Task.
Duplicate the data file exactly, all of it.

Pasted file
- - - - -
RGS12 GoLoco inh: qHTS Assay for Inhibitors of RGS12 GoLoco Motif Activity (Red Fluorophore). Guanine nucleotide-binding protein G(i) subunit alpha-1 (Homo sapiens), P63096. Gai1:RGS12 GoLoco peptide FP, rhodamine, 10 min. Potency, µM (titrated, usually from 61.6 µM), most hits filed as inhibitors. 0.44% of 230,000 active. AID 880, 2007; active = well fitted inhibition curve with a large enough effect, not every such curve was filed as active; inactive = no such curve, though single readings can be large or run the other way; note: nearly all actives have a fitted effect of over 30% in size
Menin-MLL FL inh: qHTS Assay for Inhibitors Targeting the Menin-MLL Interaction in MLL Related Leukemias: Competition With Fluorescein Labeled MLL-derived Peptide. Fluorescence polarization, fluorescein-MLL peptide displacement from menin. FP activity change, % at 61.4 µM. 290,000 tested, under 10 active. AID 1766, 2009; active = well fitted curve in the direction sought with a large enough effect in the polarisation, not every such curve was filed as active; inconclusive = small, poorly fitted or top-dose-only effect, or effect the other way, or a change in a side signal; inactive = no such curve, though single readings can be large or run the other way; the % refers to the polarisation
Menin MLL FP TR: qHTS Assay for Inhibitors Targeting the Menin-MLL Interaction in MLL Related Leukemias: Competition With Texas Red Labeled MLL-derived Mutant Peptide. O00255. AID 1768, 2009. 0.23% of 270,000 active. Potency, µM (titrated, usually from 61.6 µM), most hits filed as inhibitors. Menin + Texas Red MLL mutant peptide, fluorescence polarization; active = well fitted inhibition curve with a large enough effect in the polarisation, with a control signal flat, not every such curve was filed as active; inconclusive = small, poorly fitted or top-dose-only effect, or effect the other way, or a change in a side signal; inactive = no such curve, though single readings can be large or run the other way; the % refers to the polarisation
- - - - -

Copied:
RGS12 GoLoco inh: qHTS Assay for Inhibitors of RGS12 GoLoco Motif Activity (Red Fluorophore). Guanine nucleotide-binding protein G(i) subunit alpha-1 (Homo sapiens), P63096. Gai1:RGS12 GoLoco peptide FP, rhodamine, 10 min. Potency, µM (titrated, usually from 61.6 µM), most hits filed as inhibitors. 0.44% of 230,000 active. AID 880, 2007; active = well fitted inhibition curve with a large enough effect, not every such curve was filed as active; inactive = no such curve, though single readings can be large or run the other way; note: nearly all actives have a fitted effect of over 30% in size
Menin-MLL FL inh: qHTS Assay for Inhibitors Targeting the Menin-MLL Interaction in MLL Related Leukemias: Competition With Fluorescein Labeled MLL-derived Peptide. Fluorescence polarization, fluorescein-MLL peptide displacement from menin. FP activity change, % at 61.4 µM. 290,000 tested, under 10 active. AID 1766, 2009; active = well fitted curve in the direction sought with a large enough effect in the polarisation, not every such curve was filed as active; inconclusive = small, poorly fitted or top-dose-only effect, or effect the other way, or a change in a side signal; inactive = no such curve, though single readings can be large or run the other way; the % refers to the polarisation
Menin MLL FP TR: qHTS Assay for Inhibitors Targeting the Menin-MLL Interaction in MLL Related Leukemias: Competition With Texas Red Labeled MLL-derived Mutant Peptide. O00255. AID 1768, 2009. 0.23% of 270,000 active. Potency, µM (titrated, usually from 61.6 µM), most hits filed as inhibitors. Menin + Texas Red MLL mutant peptide, fluorescence polarization; active = well fitted inhibition curve with a large enough effect in the polarisation, with a control signal flat, not every such curve was filed as active; inconclusive = small, poorly fitted or top-dose-only effect, or effect the other way, or a change in a side signal; inactive = no such curve, though single readings can be large or run the other way; the % refers to the polarisation